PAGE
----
The first Twickenham cinema building still stands, it was I think called "The Century" and opened in the 1920,s it was replaced by the Gaumont which was built next door. It became a billiard hall and is now offices, but from outside the building is the same.
The projection box at the Gaumont Twickenham about 1953, and on the left a projectionist Arthur on the roof of the Gaumont Cinema Twickenham
The Gaumont (Queens) which stood in Richmond Road (corner of Oak lane) opposite York House, was demolished in 1958 and replaced by a petrol station which is still there.
The next cinema to go was The Regal, which was pulled down in 1962 to be replaced by a public house and office block. The Regal had a fairly short life opening in 1939 and closing in 1960, during it's demolition many people could say "we watched it go up and we watched it come down" The Regal was the largest of the Twickenham cinemas. Regal House offices are on the site but the cinema was actually where the Rugby Tavern public house now stands. The Rugby Tavern is trading under a different name (2012) and there is now a cafe called the Regal Cafe next door
The Regal (above) final days, these pictures are the last of the cinema ,from left to right they show the frontage, the projection box, the auditorium from the rear stalls (the stage is to the left) and the foyer from the circle stairs.
The two pictures below show the auditorium from the remains of the stage end, and the island pay box in the foyer. The dark arch was the entrance to the stalls, circle entance foyer was above, the staircase leading to the circle would be to the right of the paybox in this picture.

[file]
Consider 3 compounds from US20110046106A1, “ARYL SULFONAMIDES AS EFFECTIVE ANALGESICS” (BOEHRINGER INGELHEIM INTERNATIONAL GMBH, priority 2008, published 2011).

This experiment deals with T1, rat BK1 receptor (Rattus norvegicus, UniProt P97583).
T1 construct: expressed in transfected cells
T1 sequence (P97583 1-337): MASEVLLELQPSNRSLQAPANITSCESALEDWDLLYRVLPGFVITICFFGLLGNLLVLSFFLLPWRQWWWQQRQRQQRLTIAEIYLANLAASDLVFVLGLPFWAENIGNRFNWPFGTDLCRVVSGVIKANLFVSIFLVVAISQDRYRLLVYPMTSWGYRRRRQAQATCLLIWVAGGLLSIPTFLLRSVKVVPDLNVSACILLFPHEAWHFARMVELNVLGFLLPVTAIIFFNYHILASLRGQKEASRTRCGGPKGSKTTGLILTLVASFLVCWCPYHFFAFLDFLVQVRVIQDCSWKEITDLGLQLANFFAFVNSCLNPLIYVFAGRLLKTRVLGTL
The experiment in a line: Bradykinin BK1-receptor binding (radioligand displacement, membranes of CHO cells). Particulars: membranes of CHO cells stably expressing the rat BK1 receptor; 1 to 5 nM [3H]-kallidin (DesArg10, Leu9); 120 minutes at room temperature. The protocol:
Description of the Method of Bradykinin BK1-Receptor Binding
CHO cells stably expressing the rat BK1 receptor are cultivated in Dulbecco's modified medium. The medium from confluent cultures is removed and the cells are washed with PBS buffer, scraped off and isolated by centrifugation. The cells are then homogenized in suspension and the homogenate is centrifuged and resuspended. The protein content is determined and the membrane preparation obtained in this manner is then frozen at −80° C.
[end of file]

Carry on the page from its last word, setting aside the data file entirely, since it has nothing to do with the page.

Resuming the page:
The Odeon Twickenham opened in 1929. Originally called The Luxor, it was Egyptian style, the architect being Stanley Beard. It closed in 1981 and was eventually demolished.
The Odeon with queues for live wrestling. The dressing rooms came back into us for these events and a shower was installed back stage.
A Compton organ was installed in the cinema and played at the Saturday matinees by Ena Baga.
The pictures above show the Odeon celebrating its Golden Jubilee, Don Knights standing at the organ, and another organist in white, Ronald Curtiss?
Pictures below are of Anne Ziegler and Webster Booth, at the Twickenham Odeon
It was the last Twickenham cinema to be demolished. None of the Twickenham cinemas were tripled.
Odeon ready to come down, after nearly 60 years, note the stage and proscenium, also stage depth for shows.